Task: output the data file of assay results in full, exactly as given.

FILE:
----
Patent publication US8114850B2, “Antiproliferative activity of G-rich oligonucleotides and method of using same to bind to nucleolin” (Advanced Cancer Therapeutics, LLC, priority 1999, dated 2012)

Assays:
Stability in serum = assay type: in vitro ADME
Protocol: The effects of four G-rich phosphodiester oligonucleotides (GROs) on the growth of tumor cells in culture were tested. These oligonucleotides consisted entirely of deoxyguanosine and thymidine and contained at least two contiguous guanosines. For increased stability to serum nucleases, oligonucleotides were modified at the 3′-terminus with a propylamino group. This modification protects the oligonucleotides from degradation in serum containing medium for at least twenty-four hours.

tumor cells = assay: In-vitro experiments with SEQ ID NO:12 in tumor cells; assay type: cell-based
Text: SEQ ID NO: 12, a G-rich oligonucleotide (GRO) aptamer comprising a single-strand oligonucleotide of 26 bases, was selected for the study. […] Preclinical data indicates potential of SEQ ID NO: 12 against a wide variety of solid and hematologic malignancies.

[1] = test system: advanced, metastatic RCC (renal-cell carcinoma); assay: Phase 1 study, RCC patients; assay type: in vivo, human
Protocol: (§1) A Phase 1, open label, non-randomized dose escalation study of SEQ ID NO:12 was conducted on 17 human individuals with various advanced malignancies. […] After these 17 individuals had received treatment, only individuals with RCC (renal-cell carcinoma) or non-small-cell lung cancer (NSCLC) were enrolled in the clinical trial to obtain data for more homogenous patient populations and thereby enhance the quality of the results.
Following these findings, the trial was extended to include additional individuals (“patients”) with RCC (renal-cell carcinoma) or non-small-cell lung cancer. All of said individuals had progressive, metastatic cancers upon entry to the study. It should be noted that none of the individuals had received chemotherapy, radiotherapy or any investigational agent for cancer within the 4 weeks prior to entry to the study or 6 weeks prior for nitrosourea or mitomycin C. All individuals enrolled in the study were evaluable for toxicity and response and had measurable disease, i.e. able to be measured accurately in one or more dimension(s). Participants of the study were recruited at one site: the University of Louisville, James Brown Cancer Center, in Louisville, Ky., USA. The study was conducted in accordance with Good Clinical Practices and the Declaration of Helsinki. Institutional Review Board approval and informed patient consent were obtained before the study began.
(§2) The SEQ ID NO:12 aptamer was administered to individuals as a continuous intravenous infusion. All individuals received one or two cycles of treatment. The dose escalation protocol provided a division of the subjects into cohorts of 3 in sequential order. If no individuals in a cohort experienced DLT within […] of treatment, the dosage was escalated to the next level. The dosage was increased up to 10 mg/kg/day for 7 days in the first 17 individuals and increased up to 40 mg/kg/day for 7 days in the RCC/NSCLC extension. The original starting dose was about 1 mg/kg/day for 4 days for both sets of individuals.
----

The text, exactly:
Patent publication US8114850B2, “Antiproliferative activity of G-rich oligonucleotides and method of using same to bind to nucleolin” (Advanced Cancer Therapeutics, LLC, priority 1999, dated 2012)

Assays:
Stability in serum = assay type: in vitro ADME
Protocol: The effects of four G-rich phosphodiester oligonucleotides (GROs) on the growth of tumor cells in culture were tested. These oligonucleotides consisted entirely of deoxyguanosine and thymidine and contained at least two contiguous guanosines. For increased stability to serum nucleases, oligonucleotides were modified at the 3′-terminus with a propylamino group. This modification protects the oligonucleotides from degradation in serum containing medium for at least twenty-four hours.

tumor cells = assay: In-vitro experiments with SEQ ID NO:12 in tumor cells; assay type: cell-based
Text: SEQ ID NO: 12, a G-rich oligonucleotide (GRO) aptamer comprising a single-strand oligonucleotide of 26 bases, was selected for the study. […] Preclinical data indicates potential of SEQ ID NO: 12 against a wide variety of solid and hematologic malignancies.

[1] = test system: advanced, metastatic RCC (renal-cell carcinoma); assay: Phase 1 study, RCC patients; assay type: in vivo, human
Protocol: (§1) A Phase 1, open label, non-randomized dose escalation study of SEQ ID NO:12 was conducted on 17 human individuals with various advanced malignancies. […] After these 17 individuals had received treatment, only individuals with RCC (renal-cell carcinoma) or non-small-cell lung cancer (NSCLC) were enrolled in the clinical trial to obtain data for more homogenous patient populations and thereby enhance the quality of the results.
Following these findings, the trial was extended to include additional individuals (“patients”) with RCC (renal-cell carcinoma) or non-small-cell lung cancer. All of said individuals had progressive, metastatic cancers upon entry to the study. It should be noted that none of the individuals had received chemotherapy, radiotherapy or any investigational agent for cancer within the 4 weeks prior to entry to the study or 6 weeks prior for nitrosourea or mitomycin C. All individuals enrolled in the study were evaluable for toxicity and response and had measurable disease, i.e. able to be measured accurately in one or more dimension(s). Participants of the study were recruited at one site: the University of Louisville, James Brown Cancer Center, in Louisville, Ky., USA. The study was conducted in accordance with Good Clinical Practices and the Declaration of Helsinki. Institutional Review Board approval and informed patient consent were obtained before the study began.
(§2) The SEQ ID NO:12 aptamer was administered to individuals as a continuous intravenous infusion. All individuals received one or two cycles of treatment. The dose escalation protocol provided a division of the subjects into cohorts of 3 in sequential order. If no individuals in a cohort experienced DLT within […] of treatment, the dosage was escalated to the next level. The dosage was increased up to 10 mg/kg/day for 7 days in the first 17 individuals and increased up to 40 mg/kg/day for 7 days in the RCC/NSCLC extension. The original starting dose was about 1 mg/kg/day for 4 days for both sets of individuals.